Education report

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▲ Photo by Nikhita S on Unsplash

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This is an executive summary of our investigation into education

Read the full report

Please note this executive summary and our original report were last updated in 2019. While our overall views remain unchanged, some details may be out of date.

In the US, only religion receives more philanthropic funding as a sector than education. This is due not just to the area’s popularity with donors, but also because the cause area of education is incredibly broad. There are many forms of education, but all of them share the same fundamental goal: provide people with skills and knowledge, which will then provide a host of benefits both to students and to others. In this report we aim to find the best donation opportunities within education and compare them with the best opportunities in other areas.

Cause overview

The first section provides an overview of the main forms of education, levels of education around the world, the main skills education can bring about, and the main sources of funding.

Levels of funding and education around the world

Unsurprisingly, education levels and spending are both lowest in low-income countries. Whereas virtually everyone in high-income countries can read and write, literacy levels in low-income countries are around 60%. Around 10–100x more money is spent on each student in high-income countries than in low-income countries. Given this, we think it usually makes sense for donors to focus on low-income countries.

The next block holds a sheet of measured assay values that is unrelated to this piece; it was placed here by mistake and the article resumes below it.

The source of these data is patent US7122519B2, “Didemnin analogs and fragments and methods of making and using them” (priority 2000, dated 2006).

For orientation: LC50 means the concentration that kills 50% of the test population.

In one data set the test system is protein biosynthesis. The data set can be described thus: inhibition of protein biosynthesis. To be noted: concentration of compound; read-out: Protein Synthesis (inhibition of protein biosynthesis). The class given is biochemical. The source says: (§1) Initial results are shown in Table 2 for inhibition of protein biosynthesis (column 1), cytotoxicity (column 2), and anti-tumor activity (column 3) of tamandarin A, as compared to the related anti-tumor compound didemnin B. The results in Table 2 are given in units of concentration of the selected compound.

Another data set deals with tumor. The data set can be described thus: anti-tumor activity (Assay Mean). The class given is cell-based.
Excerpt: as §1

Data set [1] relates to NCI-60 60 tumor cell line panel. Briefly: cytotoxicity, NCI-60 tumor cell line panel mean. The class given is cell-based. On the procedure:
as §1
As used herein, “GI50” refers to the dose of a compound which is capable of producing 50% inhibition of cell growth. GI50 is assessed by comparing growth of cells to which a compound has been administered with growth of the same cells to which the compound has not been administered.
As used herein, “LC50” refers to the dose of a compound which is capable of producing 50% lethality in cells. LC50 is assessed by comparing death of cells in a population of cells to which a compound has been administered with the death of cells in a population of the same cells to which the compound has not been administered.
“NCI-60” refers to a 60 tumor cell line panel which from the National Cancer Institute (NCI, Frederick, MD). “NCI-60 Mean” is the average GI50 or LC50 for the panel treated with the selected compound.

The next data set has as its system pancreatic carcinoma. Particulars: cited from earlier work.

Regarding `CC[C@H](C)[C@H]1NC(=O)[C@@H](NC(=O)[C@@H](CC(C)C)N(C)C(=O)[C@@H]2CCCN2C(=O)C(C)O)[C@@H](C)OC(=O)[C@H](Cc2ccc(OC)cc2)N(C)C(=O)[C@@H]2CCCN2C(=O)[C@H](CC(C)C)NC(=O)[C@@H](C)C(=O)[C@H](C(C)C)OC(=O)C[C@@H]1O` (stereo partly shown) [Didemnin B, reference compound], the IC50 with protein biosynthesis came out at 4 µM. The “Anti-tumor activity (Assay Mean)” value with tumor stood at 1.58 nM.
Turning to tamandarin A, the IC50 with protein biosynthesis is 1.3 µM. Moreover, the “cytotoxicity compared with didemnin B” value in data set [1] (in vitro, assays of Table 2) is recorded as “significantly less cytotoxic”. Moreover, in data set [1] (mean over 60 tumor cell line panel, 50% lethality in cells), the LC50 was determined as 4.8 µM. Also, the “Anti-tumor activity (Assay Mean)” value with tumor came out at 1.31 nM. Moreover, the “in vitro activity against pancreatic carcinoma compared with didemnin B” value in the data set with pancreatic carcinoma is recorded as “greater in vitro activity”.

The benefits of education

The second section examines the main benefits of education. The most commonly proposed benefits of education are increased productivity, improved health, reduced crime, improved citizenship and female empowerment. Each of these is beneficial to both the recipient of education and to others in society. We judge income from increased productivity and reduced child marriage to be the most important of these, although the benefits of education are hard to assess because they occur so long after schooling takes place, and because education is correlated with lots of other important traits, such as socioeconomic status, that might be the true cause of the benefit.